Narayana Raj had taught me in the samurai style. You don’t focus on your enemy’s weakness; instead, you make yourself invulnerable. My focus was to be internal. In combat, discipline was all. But in the running of tens of miles, that discipline was frivolous. My only enemy was boredom and memory. Surrounded by such beauty, how could I not split my attention? Nestled in the California valleys, I found quiet, if not peace.
I also found guns. Halfway between Napa and Calistoga, the chambering of a shotgun pulled my attention from the drum and bass dirge pulsing in my earbuds. The woods had just gone dark, but my vision was clear enough to notice the discarded cigarette butts that formed a semicircle behind one knotted redwood. Rather than slowing down, I sped up and choke-held the red-headed shotgun boy hiding behind the tree before he had time to situate himself, my ulna against his larynx, my palm against his carotid. He was muscular but untrained. Directly across from him was an older man, late thirties, dressed for warmth with one of those down jackets that barely made a sound when he moved. His almost Fu Manchu mustache didn’t twitch when he pulled two Berettas on me. I faced my captive toward his partner.
“Wait… ,” Berettas said, more scared than he meant to sound.
We will have books from some excellent writers! And, if you’re not going, you can of course always order online. We can also try and get signed copies for you, although we may also sell out of books over the weekend, it is a reading crowd.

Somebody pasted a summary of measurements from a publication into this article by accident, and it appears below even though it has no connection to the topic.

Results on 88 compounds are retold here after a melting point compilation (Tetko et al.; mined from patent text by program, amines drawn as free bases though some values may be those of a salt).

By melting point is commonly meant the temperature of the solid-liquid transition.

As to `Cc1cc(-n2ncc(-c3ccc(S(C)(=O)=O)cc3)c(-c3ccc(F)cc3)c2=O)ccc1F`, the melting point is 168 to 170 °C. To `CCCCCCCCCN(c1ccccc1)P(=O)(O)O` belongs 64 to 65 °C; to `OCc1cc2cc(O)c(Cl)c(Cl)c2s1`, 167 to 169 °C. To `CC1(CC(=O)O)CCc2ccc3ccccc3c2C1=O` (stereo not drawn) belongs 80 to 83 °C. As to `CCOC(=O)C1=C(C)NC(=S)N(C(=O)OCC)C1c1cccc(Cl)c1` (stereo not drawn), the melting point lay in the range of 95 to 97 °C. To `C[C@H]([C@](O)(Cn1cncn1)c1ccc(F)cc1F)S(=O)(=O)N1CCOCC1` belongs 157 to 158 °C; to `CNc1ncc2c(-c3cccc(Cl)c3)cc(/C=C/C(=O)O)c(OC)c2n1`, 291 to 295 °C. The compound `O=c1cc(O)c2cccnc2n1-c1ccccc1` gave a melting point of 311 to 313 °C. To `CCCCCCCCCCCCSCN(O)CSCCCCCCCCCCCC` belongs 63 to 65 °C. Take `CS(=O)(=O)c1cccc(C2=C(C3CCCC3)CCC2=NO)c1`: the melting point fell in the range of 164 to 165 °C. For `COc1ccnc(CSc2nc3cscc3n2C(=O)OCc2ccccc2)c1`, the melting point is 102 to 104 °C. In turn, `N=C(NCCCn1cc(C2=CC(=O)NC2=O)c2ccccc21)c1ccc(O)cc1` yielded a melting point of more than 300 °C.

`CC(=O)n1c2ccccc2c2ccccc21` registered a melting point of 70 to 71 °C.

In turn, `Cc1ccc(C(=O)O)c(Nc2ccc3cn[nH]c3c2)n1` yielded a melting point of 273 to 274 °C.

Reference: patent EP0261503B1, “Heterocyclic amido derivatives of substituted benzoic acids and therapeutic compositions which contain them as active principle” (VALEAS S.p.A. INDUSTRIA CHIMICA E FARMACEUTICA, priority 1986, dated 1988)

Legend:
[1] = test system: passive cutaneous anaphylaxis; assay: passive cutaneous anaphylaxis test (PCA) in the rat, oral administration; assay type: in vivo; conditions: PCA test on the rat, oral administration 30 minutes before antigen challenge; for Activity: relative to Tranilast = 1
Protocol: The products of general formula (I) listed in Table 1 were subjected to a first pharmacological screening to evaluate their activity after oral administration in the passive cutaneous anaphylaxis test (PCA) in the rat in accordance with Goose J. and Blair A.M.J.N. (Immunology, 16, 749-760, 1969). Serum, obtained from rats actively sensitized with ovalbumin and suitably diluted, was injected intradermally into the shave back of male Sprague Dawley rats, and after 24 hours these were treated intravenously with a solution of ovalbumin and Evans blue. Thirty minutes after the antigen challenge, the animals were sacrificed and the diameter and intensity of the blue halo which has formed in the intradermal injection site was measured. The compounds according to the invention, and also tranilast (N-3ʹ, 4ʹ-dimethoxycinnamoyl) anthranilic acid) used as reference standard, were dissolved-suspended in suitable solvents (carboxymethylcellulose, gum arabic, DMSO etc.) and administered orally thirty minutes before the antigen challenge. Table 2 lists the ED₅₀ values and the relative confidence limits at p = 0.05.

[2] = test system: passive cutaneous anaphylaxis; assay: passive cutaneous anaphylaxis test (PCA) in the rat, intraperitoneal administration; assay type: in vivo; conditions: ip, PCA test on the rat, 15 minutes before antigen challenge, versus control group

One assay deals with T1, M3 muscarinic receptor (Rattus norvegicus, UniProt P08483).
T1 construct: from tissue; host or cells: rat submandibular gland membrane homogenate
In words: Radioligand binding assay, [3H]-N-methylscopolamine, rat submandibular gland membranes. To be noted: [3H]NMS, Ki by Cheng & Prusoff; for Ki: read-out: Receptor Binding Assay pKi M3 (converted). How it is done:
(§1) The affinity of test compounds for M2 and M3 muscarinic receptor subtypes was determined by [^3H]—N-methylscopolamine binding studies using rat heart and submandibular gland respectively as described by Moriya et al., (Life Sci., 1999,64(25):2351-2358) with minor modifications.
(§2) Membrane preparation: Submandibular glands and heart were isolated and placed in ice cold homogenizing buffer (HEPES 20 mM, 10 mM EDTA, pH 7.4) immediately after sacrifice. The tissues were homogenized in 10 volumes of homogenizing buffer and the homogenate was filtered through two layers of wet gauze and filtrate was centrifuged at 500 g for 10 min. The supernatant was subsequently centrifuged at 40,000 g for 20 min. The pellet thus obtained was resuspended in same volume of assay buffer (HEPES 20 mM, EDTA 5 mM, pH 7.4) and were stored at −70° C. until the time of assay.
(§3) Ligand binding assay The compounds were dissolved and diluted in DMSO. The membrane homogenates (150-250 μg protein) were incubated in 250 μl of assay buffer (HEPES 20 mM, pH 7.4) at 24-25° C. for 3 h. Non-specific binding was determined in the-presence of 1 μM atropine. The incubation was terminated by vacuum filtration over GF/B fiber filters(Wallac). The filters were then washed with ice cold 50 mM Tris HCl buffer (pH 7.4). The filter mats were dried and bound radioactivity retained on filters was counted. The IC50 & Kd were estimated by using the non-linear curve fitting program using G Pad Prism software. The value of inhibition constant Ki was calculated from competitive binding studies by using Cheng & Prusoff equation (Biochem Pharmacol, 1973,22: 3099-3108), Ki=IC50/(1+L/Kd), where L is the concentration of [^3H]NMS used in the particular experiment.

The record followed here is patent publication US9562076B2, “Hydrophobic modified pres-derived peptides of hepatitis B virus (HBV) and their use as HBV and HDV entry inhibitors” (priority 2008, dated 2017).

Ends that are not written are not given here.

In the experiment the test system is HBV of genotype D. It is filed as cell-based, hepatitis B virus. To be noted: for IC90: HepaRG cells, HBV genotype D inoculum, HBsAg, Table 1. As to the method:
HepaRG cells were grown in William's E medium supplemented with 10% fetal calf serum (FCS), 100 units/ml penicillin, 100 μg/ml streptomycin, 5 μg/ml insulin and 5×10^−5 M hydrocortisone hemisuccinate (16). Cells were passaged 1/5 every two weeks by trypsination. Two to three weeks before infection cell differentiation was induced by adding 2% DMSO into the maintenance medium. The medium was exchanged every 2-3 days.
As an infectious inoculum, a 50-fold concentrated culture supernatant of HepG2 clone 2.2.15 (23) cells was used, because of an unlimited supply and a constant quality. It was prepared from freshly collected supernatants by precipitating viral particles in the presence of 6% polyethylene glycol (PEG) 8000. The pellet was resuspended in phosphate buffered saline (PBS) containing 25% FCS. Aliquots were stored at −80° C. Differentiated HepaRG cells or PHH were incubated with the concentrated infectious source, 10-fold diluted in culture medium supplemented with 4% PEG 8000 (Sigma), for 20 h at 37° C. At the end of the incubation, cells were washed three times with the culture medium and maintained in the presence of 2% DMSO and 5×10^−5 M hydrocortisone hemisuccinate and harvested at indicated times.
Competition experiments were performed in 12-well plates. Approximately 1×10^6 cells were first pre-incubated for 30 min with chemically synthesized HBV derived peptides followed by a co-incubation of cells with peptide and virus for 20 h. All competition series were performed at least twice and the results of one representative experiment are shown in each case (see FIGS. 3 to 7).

Small Beer Press authors on the program include: Ted Chiang, John Crowley, Kelley Eskridge, Greer Gilman, Eileen Gunn, Elizabeth Hand, Nicole Kornher-Stace, Kelly Link, and maybe more!
Not to be missed: the debut of the new issue of LCRW, guest edited by Michael J. DeLuca. There’s a reading from it at 4 pm on Wednesday:
4:00 PM EM LCRW. Christopher Brown, Michael J. Deluca, Eric Gregory, Deborah McCutchen, Alena McNamara. Lady Churchill’s Rosebud Wristlet Group Reading
Come by the table to get a peek at a few upcoming books: I will have a print out of the current state of our next John Crowley title, The Chemical Wedding.
Yesterday I was offline and before I left I said to the world, hey, Tuesday was great, so, Wednesday, what have you got?
And apparently what Wednesday had was some great news for many writers, editors, publishers, and artists, as the World Fantasy Award nominations came out — congratulations to all nominated! I’m very happy to see Monstrous Affections: An Anthology of Beastly Tales on the ballot: it is a testament to the power of the stories in the book so I’m going to use this nomination as an excuse to thank everyone who sent us those scary, scary stories. (Why did I not realize how dark things would get in a book called Monstrous Affections? I thought they’d all be stories about affection, love, things like that. Ha. As is proven over and over, I know nothing.) Anyway, it’s truly always an honor to be nominated.
Yesterday was a pretty great day for our books so, you know Wednesday, what are you going to do?
Tuesday started with a bang when the Book Smugglers released a 10/10 review for Archivist Wasp with this great quote”All of sudden, this book Mad-Max-Fury-Roaded me, like a boss.” Then Stephen Burt gave a tiny shout out to LCRW in a great no-really-why-do-people-start-lit-mags piece in the New Yorker (cough). And lastly Kelly posted a picture of the first copy in of our new edition of Geoff Ryman’s killer novel Was featuring cover art by Kathleen Jennings:
— kellylink (@haszombiesinit) July 8, 2015
Me? I have to run (ok, drive) to Weymouth and back today so go on internet, have your funs!
LCRW: umami for the brain.